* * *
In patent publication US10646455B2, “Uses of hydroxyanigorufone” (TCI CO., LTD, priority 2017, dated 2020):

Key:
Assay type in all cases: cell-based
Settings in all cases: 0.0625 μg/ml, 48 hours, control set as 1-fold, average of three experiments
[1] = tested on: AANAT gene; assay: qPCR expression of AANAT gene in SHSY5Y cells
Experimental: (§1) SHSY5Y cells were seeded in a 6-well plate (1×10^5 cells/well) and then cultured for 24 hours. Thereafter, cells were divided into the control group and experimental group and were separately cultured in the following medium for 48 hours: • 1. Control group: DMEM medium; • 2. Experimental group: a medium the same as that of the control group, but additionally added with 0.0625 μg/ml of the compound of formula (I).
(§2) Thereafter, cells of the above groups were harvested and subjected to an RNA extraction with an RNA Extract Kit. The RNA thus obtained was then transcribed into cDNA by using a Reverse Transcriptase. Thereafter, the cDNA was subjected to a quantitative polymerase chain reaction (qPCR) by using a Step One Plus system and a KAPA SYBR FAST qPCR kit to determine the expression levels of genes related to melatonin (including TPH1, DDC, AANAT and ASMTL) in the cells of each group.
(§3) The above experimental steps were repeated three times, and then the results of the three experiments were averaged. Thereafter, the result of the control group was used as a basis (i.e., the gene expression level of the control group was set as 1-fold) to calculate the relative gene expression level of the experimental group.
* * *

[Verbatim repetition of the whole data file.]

In patent publication US10646455B2, “Uses of hydroxyanigorufone” (TCI CO., LTD, priority 2017, dated 2020):

Key:
Assay type in all cases: cell-based
Settings in all cases: 0.0625 μg/ml, 48 hours, control set as 1-fold, average of three experiments
[1] = tested on: AANAT gene; assay: qPCR expression of AANAT gene in SHSY5Y cells
Experimental: (§1) SHSY5Y cells were seeded in a 6-well plate (1×10^5 cells/well) and then cultured for 24 hours. Thereafter, cells were divided into the control group and experimental group and were separately cultured in the following medium for 48 hours: • 1. Control group: DMEM medium; • 2. Experimental group: a medium the same as that of the control group, but additionally added with 0.0625 μg/ml of the compound of formula (I).
(§2) Thereafter, cells of the above groups were harvested and subjected to an RNA extraction with an RNA Extract Kit. The RNA thus obtained was then transcribed into cDNA by using a Reverse Transcriptase. Thereafter, the cDNA was subjected to a quantitative polymerase chain reaction (qPCR) by using a Step One Plus system and a KAPA SYBR FAST qPCR kit to determine the expression levels of genes related to melatonin (including TPH1, DDC, AANAT and ASMTL) in the cells of each group.
(§3) The above experimental steps were repeated three times, and then the results of the three experiments were averaged. Thereafter, the result of the control group was used as a basis (i.e., the gene expression level of the control group was set as 1-fold) to calculate the relative gene expression level of the experimental group.